Echinacea is an herb that is native to areas east of the Rocky Mountains in the United States. It is also grown in western States, as well as in Canada and Europe. Several species of the echinacea plant are used to make medicine from its leaves, flower, and root. Echinacea was used in traditional herbal remedies by the Great Plains Indian tribes. Later, settlers followed the Indians' example and began using echinacea for medicinal purposes as well. For a time, echinacea enjoyed official status as a result of being listed in the US National Formulary from 1916-1950. However, use of echinacea fell out of favor in the United States with the discovery of antibiotics. But now, people are becoming interested in echinacea again because some antibiotics don't work as well as they used to against certain bacteria.
Brew 1-3 grams in tea as a daily tonic for immune system support. Mix with honey & drink larger amount (3-9 grams) if recovering from a bout of illness.
Echinacea is widely used to fight infections, especially the common cold and the flu. Some people take echinacea at the first sign of a cold, hoping they will be able to keep the cold from developing. Other people take echinacea after cold of flu-like symptoms have started, hoping they can make symptoms less severe or resolve quicker.
Echinacea is also used against other types of infections including urinary tract, ear and throat infections but there is not good scientific evidence to support these uses.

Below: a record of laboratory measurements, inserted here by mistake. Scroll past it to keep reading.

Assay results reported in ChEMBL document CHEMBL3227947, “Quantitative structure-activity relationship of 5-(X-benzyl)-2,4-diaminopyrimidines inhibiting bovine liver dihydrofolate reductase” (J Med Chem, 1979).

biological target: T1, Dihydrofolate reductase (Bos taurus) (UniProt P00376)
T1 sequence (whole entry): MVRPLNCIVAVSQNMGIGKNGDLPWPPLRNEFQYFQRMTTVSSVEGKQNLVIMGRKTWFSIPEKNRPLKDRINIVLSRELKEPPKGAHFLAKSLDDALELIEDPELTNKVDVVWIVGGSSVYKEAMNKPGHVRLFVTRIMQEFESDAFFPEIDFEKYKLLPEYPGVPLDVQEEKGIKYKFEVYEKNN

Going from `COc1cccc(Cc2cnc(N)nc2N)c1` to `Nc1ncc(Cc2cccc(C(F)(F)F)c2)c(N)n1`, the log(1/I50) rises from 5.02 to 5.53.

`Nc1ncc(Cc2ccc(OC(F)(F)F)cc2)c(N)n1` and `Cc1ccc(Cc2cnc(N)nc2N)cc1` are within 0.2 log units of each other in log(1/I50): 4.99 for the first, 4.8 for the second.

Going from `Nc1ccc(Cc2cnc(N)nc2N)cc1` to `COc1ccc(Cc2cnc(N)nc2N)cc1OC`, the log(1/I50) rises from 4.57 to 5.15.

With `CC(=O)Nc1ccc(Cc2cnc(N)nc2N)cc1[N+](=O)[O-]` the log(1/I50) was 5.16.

Sometimes people apply echinacea to their skin to treat boils, skin wounds, or burns.
Commercially available echinacea products come in many forms including tablets, juice, and tea.
There are concerns about the quality of some echinacea products on the market. Echinacea products are frequently mislabeled, and some may not even contain echinacea, despite label claims. Don't be fooled by the term "standardized." It doesn't necessarily indicate accurate labeling. Also, some echinacea products have been contaminated with selenium , arsenic, and lead.
How does it work?Echinacea seems to activate chemicals in the body that decrease inflammation, which might reduce cold and flu symptoms.
Laboratory research suggests that echinacea can stimulate the body's immune system, but there is no evidence that this occurs in people.
Echinacea also seems to contain some chemicals that can attack yeast and other kinds of fungi directly.
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